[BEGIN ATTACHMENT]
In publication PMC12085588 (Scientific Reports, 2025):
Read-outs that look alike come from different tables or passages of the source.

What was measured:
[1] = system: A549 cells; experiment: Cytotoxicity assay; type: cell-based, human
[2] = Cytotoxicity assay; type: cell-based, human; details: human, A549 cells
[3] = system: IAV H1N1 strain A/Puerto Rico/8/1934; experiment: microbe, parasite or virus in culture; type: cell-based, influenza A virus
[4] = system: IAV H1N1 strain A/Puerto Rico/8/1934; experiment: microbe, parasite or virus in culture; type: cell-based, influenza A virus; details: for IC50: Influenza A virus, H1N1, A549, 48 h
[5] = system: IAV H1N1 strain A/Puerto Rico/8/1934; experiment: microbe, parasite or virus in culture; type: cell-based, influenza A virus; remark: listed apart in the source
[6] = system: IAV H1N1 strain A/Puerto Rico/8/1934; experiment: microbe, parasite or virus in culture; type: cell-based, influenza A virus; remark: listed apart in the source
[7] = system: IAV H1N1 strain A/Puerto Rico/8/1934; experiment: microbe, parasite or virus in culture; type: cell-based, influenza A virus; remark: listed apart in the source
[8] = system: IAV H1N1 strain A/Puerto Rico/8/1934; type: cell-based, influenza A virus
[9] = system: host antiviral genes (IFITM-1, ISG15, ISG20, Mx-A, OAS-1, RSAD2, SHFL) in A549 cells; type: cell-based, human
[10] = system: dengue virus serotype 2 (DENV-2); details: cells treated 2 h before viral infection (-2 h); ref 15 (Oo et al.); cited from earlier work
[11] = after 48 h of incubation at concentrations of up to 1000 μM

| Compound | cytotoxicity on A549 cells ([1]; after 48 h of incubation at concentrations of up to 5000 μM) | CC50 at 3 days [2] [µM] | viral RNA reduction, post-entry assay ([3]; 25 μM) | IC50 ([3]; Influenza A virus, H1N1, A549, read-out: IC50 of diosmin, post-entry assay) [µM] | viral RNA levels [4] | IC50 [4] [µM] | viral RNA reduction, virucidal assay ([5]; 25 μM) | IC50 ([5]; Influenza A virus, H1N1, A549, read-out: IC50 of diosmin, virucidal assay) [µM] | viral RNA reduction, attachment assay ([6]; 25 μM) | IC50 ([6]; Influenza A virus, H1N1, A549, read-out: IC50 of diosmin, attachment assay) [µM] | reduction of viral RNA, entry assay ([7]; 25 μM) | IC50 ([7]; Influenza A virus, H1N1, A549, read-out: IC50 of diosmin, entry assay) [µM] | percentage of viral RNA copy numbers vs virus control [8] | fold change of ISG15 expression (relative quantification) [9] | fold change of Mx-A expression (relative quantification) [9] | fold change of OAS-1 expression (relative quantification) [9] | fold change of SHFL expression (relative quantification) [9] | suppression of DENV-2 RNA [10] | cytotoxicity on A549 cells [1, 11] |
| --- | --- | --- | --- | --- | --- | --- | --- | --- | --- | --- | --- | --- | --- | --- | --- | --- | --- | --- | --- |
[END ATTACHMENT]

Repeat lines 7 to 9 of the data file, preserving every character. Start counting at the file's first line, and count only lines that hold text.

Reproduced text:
[4] = system: IAV H1N1 strain A/Puerto Rico/8/1934; experiment: microbe, parasite or virus in culture; type: cell-based, influenza A virus; details: for IC50: Influenza A virus, H1N1, A549, 48 h
[5] = system: IAV H1N1 strain A/Puerto Rico/8/1934; experiment: microbe, parasite or virus in culture; type: cell-based, influenza A virus; remark: listed apart in the source
[6] = system: IAV H1N1 strain A/Puerto Rico/8/1934; experiment: microbe, parasite or virus in culture; type: cell-based, influenza A virus; remark: listed apart in the source